“It’s not if, but when”: Viaduct fire worries Sodo businesses
SEATTLE — Red spray-painted letters encircle a gray tent along Spokane Street under the West Seattle Bridge.
The words “Don’t judge me” are written so large they can’t be missed.
It’s a message from the person who is zipped inside. A message Seattle can see, but perhaps not understand.
“We are as a city dealing with a humanitarian crisis. A public health and public safety crisis,” said Erin Goodman, who works with the Sodo Business Improvement Area.
Goodman said Sunday afternoon’s fire under the Alaskan Way Viaduct off-ramp isn’t shocking.
After the forced dispersal of “The Jungle” near I-5 and the fallout from the RV fire on Spokane, large homeless camps have broken apart and re-formed just a few blocks away.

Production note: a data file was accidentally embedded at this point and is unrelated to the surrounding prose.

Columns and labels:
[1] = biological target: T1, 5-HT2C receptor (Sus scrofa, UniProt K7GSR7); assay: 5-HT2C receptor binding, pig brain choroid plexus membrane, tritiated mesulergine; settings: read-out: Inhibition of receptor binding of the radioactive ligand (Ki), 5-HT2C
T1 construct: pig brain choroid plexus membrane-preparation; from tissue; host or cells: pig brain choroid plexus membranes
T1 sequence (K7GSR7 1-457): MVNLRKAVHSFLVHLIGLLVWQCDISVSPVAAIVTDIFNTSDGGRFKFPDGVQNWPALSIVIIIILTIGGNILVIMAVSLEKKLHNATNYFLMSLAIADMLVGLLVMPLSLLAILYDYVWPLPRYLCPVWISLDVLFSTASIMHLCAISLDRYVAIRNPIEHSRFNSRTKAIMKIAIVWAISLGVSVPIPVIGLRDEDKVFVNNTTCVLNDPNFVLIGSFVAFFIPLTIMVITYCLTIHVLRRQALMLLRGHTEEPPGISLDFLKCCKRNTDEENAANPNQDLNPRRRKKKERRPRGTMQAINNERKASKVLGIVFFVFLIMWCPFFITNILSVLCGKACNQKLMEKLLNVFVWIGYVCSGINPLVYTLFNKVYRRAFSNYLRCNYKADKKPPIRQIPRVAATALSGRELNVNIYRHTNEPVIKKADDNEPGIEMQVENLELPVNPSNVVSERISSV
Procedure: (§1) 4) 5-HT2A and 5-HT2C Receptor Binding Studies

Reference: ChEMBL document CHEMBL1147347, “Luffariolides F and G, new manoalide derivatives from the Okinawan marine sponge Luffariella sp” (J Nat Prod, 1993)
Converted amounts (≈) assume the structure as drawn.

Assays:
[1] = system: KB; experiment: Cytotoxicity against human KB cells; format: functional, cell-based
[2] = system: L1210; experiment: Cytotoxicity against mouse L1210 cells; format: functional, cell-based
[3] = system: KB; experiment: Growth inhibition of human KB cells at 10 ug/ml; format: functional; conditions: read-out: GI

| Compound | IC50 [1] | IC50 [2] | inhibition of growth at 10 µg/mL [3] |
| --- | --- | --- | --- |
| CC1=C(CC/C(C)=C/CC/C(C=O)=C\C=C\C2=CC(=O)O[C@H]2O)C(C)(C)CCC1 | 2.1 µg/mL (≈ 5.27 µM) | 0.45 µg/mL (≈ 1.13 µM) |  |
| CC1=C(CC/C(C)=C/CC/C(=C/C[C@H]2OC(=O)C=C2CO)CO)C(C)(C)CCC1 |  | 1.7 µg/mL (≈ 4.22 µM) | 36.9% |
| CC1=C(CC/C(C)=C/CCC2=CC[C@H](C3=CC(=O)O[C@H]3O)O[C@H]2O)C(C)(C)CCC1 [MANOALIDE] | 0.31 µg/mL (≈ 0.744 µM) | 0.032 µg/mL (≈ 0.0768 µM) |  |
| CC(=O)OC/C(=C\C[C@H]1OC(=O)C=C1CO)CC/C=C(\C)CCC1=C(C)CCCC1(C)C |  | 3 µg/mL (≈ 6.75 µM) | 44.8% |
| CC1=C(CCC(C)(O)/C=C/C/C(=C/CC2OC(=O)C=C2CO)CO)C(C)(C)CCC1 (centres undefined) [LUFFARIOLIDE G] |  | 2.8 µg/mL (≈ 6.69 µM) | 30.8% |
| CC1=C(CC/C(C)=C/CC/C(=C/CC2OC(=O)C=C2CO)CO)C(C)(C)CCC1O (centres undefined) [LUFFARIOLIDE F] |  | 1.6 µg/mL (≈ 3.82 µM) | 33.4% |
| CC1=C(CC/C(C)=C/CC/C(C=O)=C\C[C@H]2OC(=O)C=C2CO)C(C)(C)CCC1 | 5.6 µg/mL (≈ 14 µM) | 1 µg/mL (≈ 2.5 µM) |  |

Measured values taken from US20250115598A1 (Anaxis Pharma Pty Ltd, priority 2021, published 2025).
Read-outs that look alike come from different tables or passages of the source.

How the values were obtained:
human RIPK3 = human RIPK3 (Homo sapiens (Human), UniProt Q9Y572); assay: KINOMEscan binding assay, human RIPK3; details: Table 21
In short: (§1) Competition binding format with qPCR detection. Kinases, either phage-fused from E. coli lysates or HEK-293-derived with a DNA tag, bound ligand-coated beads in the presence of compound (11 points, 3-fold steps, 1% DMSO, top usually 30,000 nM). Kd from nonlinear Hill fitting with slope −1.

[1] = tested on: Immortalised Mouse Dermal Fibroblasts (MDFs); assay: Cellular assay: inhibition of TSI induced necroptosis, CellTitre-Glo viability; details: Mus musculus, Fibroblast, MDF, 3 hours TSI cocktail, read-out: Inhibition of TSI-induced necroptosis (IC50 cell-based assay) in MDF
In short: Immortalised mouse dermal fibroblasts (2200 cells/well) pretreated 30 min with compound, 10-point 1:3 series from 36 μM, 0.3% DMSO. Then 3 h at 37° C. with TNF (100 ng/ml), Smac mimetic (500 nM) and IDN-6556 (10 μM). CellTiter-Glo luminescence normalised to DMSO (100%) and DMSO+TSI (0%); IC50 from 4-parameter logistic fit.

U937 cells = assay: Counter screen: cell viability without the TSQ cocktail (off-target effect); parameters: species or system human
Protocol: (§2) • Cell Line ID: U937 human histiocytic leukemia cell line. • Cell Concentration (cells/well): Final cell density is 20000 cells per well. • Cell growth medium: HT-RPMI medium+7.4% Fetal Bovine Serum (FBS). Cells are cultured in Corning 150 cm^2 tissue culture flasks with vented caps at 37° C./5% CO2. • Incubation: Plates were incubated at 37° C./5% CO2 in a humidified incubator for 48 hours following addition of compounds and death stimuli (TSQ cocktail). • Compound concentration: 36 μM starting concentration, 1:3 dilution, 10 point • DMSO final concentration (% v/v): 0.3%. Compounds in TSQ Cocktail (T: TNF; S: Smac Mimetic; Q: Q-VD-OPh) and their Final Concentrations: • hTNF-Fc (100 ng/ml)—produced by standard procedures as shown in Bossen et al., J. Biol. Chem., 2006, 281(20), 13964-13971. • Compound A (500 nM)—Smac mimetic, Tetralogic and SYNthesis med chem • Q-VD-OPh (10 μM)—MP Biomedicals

“It’s not safe and it’s not safe for people that live there as well,” Goodman said.
While neither bridge suffered known serious damage, Goodman says she and the other people she represents are lucky.
“We have 45,000 people that come to SoDo every day to work, and they deserve to do that in a safe and relatively clean environment,” she said.
The city declined an interview request, but told Q13 News that they have helped nearly 900 people transition off the street since February.
The Seattle Department of Transportation did not respond about the trespassing, but the homeless navigation teams are expected to continue going into the camps.
Goodman has been some improvement, but the potential for accidents or arson is real.
“It`s not if, but when,” she said.
The city was unable to share an official policy and plan for the encampments under bridges, so appears to close off sections only after something happens.
So Goodman laments the wait for new homes, and a safer SoDo.
“There’s a feeling that they`re not being in the middle of the street, that they’re not as much of an impact, but we know that that’s not true,” she said.